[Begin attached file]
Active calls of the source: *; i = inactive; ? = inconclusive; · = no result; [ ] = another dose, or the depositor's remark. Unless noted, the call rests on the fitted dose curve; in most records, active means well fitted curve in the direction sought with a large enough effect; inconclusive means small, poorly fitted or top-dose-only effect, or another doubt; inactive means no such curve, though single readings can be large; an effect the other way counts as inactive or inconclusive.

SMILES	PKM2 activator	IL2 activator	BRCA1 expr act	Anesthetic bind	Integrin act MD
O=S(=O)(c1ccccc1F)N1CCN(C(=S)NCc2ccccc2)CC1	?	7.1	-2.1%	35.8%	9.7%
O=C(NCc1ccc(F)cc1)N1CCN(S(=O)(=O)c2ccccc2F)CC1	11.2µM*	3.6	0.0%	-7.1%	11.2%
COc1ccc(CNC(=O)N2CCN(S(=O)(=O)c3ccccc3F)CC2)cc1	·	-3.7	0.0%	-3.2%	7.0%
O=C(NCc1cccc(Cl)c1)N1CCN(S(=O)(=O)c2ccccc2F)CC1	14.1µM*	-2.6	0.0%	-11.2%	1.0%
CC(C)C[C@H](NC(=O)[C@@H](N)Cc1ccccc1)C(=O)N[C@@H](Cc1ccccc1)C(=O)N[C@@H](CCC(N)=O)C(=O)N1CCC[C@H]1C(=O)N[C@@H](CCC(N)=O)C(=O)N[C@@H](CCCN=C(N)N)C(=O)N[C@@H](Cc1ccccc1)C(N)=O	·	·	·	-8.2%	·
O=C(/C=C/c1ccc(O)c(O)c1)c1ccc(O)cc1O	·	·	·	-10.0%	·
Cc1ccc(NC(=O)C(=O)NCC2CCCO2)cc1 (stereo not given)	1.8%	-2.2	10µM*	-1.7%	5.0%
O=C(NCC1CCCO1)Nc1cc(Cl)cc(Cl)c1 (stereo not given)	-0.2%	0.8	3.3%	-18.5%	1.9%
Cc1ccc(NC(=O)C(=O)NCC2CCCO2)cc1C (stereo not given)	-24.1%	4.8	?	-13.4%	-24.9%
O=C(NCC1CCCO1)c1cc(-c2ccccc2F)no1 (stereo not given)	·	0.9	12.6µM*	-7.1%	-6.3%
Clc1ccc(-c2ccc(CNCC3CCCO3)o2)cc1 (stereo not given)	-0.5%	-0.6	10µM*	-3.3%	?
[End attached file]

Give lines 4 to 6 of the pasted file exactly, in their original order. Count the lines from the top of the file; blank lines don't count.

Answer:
O=C(NCc1ccc(F)cc1)N1CCN(S(=O)(=O)c2ccccc2F)CC1	11.2µM*	3.6	0.0%	-7.1%	11.2%
COc1ccc(CNC(=O)N2CCN(S(=O)(=O)c3ccccc3F)CC2)cc1	·	-3.7	0.0%	-3.2%	7.0%
O=C(NCc1cccc(Cl)c1)N1CCN(S(=O)(=O)c2ccccc2F)CC1	14.1µM*	-2.6	0.0%	-11.2%	1.0%